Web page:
Willis, Dr. F. L. H., in London 518
Wonders of Dream Life

550

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88 270

301

538

97

368

84 177 33 18 50

38

The Earth and the Spiritual Magazine have again completed
their annual revolution. As they have spun

Down the ringing grooves of change,
each, it is hoped, in its own way and measure, has added
something to our knowledge and experience, and aided the
good cause of progress, widening the thoughts of men with
the
process

of the suns.
The past year has been an eventful one, with its reforms
and revolutions—its changes and indications of coming change
in every sphere of life-social, political, and ecclesiastical. It
has sent forth its stormy petrels, warning us of coming tempests :
it has, like a beneficent angel, troubled the stagnant pools of
thought, that those who step in may be freed from their
infirmities and made whole: it has taken from us many dear
and valued friends—taken them, it may be, only that they may
be more really, truly, intimately with us than before.

It is a foolish conceit that Spiritualism tends to deaden our
sensibilities to all or to aught that pertains to the true interests
of the present life, or that it diminishes our care and active
participation in its concerns. On the contrary, it gives to them a
higher significance-a deeper interest. It makes us feel the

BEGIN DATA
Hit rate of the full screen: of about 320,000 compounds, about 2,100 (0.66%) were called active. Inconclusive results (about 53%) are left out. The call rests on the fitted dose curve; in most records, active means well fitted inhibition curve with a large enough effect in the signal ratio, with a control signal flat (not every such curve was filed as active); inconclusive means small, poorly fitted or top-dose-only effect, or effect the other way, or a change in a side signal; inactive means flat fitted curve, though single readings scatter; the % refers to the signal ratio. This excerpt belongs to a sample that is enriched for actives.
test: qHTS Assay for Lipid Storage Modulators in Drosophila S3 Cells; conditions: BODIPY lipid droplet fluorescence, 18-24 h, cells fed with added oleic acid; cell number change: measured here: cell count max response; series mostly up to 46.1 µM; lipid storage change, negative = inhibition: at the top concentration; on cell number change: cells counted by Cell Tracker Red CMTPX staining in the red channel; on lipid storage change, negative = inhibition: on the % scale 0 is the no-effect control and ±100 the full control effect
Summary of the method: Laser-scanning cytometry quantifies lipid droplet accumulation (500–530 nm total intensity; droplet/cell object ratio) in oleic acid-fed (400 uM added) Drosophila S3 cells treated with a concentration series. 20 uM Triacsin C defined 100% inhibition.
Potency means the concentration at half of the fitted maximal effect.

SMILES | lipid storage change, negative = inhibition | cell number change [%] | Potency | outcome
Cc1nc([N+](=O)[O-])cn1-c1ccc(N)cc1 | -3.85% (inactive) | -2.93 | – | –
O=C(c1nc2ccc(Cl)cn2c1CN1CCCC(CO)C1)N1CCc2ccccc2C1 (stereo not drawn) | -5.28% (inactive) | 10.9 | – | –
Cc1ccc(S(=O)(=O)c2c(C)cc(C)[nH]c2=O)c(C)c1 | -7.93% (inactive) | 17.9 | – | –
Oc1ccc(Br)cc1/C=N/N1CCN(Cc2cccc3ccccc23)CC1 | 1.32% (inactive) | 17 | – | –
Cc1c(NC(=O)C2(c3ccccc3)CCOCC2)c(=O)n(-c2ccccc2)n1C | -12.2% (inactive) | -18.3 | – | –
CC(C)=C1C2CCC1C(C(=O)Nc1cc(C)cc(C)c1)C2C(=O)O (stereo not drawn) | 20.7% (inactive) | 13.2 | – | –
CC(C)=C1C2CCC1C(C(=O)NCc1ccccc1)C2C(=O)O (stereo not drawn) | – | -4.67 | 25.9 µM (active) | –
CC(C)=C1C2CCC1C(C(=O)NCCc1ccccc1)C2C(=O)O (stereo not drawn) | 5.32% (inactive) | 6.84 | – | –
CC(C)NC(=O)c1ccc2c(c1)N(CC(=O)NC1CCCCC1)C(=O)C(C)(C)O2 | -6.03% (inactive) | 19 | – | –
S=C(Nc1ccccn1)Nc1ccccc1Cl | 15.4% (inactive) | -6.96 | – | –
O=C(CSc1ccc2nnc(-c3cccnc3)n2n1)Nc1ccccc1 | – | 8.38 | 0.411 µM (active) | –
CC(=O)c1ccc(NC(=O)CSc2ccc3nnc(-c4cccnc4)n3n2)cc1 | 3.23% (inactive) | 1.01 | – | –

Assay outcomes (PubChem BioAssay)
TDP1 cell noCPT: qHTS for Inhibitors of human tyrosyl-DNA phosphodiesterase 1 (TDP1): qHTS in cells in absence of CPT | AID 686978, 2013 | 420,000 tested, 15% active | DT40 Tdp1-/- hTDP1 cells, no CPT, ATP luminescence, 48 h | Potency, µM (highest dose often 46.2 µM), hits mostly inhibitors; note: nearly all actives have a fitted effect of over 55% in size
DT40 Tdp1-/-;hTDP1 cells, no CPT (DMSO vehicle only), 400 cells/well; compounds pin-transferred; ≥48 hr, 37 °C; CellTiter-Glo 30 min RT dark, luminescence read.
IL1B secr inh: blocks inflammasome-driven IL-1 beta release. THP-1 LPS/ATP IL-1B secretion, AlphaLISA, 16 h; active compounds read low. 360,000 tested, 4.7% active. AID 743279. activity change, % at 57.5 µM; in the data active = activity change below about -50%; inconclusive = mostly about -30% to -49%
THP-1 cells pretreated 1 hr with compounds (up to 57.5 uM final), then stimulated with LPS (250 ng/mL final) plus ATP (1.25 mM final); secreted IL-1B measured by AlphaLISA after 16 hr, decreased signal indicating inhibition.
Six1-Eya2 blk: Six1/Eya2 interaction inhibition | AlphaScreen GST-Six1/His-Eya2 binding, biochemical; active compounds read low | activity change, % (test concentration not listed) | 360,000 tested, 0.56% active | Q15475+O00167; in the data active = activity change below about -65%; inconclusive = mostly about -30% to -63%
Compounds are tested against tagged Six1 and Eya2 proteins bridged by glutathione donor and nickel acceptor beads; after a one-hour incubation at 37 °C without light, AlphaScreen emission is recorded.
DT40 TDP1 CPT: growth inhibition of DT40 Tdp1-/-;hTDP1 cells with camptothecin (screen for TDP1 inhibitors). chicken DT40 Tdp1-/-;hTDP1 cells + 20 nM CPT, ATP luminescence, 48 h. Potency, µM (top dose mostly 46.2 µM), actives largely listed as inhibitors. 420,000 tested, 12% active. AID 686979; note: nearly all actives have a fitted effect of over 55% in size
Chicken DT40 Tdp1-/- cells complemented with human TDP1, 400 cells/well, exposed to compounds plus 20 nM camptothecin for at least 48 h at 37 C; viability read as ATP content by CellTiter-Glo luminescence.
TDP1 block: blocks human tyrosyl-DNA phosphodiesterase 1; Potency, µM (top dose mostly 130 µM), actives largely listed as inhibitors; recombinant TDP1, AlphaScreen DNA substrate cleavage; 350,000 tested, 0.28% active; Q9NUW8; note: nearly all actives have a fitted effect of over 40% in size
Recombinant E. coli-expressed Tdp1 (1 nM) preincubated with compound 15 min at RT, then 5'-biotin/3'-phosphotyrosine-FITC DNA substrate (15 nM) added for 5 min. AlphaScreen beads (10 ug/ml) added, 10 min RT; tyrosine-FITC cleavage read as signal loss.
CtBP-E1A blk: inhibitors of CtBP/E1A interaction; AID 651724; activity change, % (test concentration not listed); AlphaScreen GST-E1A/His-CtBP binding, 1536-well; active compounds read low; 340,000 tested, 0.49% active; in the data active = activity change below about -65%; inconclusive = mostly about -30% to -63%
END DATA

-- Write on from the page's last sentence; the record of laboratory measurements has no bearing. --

intimate blending of the two worlds; that the future life is the
inevitable outgrowth from the present, -that the great Ygdrasil
tree of human life reaches into eternity, and touches the very
heavens. Spiritualism gives us higher motives, purifies the affec-
tions, and strengthens the springs of action, for it invests with
larger meaning the needs and duties of the hour; it enables us
to realise the momentous issues, the privileges and responsibilities
of earthly existence as those cannot do whose horizon is bounded

N.S.-IV.

A

by the present life, or whose faith in the life beyond is faint and dubious, or whose vision of its true character is dimmed by the films of conventional theology; it strengthens us to bear the heaviest burdens of the present, and amid our deepest sorrows and afflictions to look forward to the Future with a serene hope and joyous assurance impossible to those who feel that the vigour of youthful life, and the strength and joys of manhood, are slipping from them with no prospect but a dry and withered age, and then—" a leap in the dark—"